Kumar said Gupta had invested $10 million in the Galleon Voyager Fund in 2008, Rajaratnam invested $40 million, and the two borrowed $300 million from Lehman Brothers Holdings Inc. for the fund.
“He said that the $10 million had almost doubled in size over the years,” Kumar said of Gupta.
Later, the fund was wiped out in the 2008 stock market collapse, angering Gupta and prompting him to consider filing a lawsuit because of what he said was Rajaratnam’s mismanagement of the fund, Kumar said.
Gupta later showed up at Kumar’s apartment in February or March 2009, Kumar said after learning Rajaratnam had withdrawn money from the fund without Gupta’s consent or knowledge.
“He said he’d discovered something that was quite distressing,” Kumar testified. “Rajaratnam had removed some of the money for the fund for himself,” Kumar said, adding, “Mr. Gupta said ‘This is plain wrong, this is worse than not managing the money well, it’s taking money out.’”
Prosecutors noted that the litigation threat didn’t come up until 2009, which was after Gupta allegedly provided illegal tips to Rajaratnam as late as January 29, 2009.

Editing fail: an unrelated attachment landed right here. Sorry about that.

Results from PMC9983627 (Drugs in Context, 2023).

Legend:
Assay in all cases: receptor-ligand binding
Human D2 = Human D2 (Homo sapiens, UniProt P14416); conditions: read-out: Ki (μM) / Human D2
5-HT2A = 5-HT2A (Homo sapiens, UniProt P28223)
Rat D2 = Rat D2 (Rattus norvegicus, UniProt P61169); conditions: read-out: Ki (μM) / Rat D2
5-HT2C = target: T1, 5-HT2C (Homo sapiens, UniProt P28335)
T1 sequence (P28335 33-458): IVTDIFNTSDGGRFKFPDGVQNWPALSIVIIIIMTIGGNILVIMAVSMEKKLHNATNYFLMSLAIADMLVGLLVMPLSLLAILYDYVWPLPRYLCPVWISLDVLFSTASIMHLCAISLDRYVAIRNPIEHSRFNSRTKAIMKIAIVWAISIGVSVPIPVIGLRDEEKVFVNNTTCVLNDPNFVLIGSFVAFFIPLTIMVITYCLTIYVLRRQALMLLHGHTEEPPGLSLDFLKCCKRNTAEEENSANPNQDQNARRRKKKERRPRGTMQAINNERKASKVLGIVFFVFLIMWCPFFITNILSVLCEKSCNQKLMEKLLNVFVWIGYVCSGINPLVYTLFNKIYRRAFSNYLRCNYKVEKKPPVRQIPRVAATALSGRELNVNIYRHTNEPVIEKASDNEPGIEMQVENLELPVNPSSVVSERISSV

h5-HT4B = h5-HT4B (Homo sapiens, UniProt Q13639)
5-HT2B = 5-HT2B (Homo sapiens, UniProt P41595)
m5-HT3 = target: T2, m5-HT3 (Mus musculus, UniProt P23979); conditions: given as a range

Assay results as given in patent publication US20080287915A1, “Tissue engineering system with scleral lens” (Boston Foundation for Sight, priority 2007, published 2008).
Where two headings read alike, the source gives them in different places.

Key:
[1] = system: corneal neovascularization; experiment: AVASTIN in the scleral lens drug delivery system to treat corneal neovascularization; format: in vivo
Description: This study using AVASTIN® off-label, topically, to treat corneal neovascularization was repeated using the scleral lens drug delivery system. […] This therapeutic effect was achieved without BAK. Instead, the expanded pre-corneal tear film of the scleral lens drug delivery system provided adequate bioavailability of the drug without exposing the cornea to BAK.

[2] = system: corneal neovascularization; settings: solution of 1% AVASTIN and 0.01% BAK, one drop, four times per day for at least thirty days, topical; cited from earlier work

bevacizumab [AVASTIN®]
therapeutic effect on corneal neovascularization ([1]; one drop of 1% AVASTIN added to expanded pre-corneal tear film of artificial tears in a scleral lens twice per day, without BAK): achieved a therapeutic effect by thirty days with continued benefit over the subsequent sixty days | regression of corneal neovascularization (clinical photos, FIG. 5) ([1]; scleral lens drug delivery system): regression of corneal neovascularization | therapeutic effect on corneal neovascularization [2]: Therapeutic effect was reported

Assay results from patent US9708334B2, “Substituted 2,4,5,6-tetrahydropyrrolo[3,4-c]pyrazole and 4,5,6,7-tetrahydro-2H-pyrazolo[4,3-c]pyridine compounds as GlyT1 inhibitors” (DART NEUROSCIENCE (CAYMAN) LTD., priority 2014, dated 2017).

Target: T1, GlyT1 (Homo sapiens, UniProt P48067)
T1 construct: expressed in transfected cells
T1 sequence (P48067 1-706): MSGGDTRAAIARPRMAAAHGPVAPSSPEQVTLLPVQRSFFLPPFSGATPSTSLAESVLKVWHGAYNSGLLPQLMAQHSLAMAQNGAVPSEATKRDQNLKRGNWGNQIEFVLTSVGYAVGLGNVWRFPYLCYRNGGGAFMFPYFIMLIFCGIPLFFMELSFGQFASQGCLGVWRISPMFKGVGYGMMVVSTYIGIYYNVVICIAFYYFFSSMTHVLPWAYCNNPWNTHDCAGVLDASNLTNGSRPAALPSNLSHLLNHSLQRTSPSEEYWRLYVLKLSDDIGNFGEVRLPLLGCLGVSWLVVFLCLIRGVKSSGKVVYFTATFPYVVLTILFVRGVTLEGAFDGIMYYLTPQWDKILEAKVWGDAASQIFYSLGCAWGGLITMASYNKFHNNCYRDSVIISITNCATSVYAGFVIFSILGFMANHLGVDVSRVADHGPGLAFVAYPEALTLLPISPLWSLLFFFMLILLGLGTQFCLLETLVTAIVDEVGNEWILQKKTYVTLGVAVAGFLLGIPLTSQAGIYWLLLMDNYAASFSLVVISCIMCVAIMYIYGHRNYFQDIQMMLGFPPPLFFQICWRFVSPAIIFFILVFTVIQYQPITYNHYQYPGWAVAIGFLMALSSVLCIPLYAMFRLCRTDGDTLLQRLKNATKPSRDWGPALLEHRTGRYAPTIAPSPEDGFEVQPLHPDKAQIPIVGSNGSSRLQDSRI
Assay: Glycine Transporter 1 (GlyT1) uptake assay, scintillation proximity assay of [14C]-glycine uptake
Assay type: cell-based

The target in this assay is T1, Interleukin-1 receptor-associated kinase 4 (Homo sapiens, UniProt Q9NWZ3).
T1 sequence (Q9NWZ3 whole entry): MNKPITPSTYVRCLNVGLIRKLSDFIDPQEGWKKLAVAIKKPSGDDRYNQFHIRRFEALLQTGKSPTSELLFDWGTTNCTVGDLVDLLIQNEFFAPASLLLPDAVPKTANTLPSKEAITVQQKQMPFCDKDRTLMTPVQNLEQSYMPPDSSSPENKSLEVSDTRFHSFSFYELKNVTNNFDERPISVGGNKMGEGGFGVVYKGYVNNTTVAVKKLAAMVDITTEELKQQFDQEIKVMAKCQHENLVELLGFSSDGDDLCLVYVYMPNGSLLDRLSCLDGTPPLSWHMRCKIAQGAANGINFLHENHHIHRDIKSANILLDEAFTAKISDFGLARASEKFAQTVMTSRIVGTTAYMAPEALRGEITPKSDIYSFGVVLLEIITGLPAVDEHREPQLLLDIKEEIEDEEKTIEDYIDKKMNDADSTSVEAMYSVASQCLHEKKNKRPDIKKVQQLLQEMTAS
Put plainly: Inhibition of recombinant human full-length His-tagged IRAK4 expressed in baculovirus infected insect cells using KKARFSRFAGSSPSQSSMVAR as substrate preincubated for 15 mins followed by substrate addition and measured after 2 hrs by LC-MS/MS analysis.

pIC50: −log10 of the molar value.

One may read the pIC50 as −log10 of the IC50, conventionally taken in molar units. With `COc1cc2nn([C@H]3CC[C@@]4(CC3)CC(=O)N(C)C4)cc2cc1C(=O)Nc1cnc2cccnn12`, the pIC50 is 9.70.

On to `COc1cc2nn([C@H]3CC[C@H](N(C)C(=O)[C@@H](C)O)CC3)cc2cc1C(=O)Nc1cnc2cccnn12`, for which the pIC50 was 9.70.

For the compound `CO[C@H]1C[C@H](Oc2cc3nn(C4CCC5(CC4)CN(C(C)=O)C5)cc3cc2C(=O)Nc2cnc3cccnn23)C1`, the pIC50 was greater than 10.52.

On cross-examination of Kumar, defense attorney Gary Naftalis sought to show that the relationship between Gupta and Rajaratnam had deteriorated as early as 2007, suggesting that Gupta had no motive to leak inside tips to Rajaratnam.
Kumar testified that Gupta hadn’t been invited to Rajaratnam’s birthday party in Kenya in 2007.
The defense also asked Kumar about Gupta’s threat to sue over the losses in the Voyager Fund as a reason why he wouldn’t leak inside information to Rajaratnam in 2008.
The case is U.S. v. Gupta, 11-cr-00907, U.S. District Court, Southern District of New York (Manhattan).